California’s Scope of Practice Bill Was Shot Down Last Night. Here’s Why That Matters

(Via Project Millennial)

An effort to increase the scope of practice for Nurse Practitioners in California was voted down 6-3 yesterday by the California Assembly.

Senate Bill 491 originally would have explicitly allowed NPs to practice certain procedures without oversight from a physician:

“This bill would revise these provisions by deleting the requirement that those acts be performed pursuant to a standardized procedure or in consultation with a physician and surgeon. The bill would also authorize a nurse practitioner to perform specified additional acts, including, among others, establishing physical diagnoses and prescribing drugs and devices” (emphasis mine)

It was watered down during its short life, and the explicit authority was diluted to vague “additional acts”:

Existing law authorizes the implementation of standardized procedures that authorize a nurse practitioner to perform certain acts, including, among others, ordering durable medical equipment, and, in consultation with a physician and surgeon, approving, signing, modifying, or adding to a plan of treatment or plan for an individual receiving home health services or personal care services… This bill would authorize a nurse practitioner to perform those acts and certain additional acts without physician supervision if the nurse practitioner meets specified experience and certification requirements (emphasis mine)

But, the effort was still to no avail.

The bill’s early death was ferried through by the California Medical Association, an interest group representing physicians. Its president, Paul Phinney, argued that the bill would fracture coordination of care: “What the bill would do is break down the cooperation, the tight cooperation between physicians and nurse practitioners.”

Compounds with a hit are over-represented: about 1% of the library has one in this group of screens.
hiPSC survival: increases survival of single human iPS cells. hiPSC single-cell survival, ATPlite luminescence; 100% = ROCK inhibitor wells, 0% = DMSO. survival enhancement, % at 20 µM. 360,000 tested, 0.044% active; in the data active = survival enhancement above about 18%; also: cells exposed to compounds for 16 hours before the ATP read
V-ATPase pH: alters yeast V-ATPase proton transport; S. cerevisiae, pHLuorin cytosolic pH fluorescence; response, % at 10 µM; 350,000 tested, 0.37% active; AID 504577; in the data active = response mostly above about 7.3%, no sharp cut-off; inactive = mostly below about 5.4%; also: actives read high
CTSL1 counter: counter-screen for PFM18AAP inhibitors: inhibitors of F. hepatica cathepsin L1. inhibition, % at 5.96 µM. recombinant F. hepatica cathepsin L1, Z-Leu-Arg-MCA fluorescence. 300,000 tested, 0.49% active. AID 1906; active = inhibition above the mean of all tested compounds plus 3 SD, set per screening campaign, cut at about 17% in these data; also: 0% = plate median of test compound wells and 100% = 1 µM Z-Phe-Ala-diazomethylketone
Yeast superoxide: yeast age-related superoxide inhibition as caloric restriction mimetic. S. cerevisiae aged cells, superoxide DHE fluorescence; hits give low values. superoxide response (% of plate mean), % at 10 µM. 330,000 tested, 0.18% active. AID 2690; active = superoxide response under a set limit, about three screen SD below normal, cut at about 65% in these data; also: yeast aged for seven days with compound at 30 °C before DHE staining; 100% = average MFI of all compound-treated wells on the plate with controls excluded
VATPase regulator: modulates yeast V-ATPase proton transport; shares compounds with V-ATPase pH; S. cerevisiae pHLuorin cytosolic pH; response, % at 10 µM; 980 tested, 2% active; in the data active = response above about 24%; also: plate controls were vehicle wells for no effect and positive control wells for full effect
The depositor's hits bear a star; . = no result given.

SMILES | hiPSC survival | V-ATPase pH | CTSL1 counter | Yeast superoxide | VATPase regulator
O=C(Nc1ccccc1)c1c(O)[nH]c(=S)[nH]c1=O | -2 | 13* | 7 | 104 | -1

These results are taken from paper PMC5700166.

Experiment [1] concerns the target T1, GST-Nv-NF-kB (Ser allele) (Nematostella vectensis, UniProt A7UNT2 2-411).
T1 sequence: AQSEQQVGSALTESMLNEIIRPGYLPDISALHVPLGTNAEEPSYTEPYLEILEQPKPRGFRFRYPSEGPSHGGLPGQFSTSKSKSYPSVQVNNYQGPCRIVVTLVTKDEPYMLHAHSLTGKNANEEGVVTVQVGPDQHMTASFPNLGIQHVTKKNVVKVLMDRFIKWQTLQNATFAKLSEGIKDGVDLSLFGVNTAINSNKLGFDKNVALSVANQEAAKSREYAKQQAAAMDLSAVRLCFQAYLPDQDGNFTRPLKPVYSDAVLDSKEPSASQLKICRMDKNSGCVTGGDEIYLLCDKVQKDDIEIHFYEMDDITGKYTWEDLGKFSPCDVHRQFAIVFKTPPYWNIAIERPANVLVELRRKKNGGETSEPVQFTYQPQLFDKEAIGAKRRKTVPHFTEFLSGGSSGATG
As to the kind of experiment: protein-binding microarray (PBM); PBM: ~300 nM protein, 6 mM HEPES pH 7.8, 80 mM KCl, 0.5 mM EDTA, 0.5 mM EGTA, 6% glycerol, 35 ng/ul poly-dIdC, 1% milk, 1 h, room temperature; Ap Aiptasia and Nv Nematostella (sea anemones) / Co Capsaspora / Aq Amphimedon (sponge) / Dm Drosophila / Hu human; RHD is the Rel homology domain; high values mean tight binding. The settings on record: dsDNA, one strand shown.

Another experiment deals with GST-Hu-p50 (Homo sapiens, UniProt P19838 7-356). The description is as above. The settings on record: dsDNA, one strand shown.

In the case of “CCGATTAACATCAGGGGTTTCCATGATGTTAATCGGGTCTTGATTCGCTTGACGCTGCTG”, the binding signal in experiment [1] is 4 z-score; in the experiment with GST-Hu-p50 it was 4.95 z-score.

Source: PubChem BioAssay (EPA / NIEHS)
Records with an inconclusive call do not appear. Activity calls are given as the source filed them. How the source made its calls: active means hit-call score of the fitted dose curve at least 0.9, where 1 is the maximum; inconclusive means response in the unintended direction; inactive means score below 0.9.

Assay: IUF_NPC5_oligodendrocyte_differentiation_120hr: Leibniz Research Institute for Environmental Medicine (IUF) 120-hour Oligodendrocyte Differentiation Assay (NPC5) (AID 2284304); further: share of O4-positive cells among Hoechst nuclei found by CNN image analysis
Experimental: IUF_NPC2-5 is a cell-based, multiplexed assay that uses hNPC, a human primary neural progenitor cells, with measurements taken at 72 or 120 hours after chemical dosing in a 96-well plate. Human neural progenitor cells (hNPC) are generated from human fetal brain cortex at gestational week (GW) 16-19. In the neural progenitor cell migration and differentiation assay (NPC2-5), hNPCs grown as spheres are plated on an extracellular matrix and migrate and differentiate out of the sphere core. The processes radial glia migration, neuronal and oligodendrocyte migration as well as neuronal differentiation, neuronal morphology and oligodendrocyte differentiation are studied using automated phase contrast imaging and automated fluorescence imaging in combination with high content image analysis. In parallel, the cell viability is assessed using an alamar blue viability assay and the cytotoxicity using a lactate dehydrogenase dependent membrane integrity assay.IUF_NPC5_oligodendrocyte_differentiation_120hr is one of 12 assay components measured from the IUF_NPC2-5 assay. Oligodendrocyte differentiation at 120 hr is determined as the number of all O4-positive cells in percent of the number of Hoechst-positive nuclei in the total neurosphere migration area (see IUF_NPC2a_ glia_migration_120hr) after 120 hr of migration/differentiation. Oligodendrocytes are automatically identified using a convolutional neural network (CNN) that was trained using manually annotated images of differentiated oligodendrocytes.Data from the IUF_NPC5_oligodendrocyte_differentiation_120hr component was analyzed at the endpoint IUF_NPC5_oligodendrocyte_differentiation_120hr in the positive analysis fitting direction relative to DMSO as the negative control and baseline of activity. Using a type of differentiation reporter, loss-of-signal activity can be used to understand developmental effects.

Put a different way, though, that’s the point.

What Dr. Phinney refers to as “tight cooperation” is a requirement that NPs have a physician looking over their shoulders to OK the plan of care for their patients.

As we’ve discussed before, it’s not clear that this oversight is beneficial to – or even preferred by – patients. Research has shown that, in some circumstances, quality and patient satisfaction are higher when a NP cares for a patient compared to a physician, and when time is a factor, patients sometimes even prefer being seen by a NP.

California is behind the curve on efforts to allow NPs and Physician’s Assistants to “practice at the top of their training.” The majority of states have far fewer restrictions on what the advanced clinicians are able to do:



The bill’s author said he’s hoping it will be reconsidered in the future.



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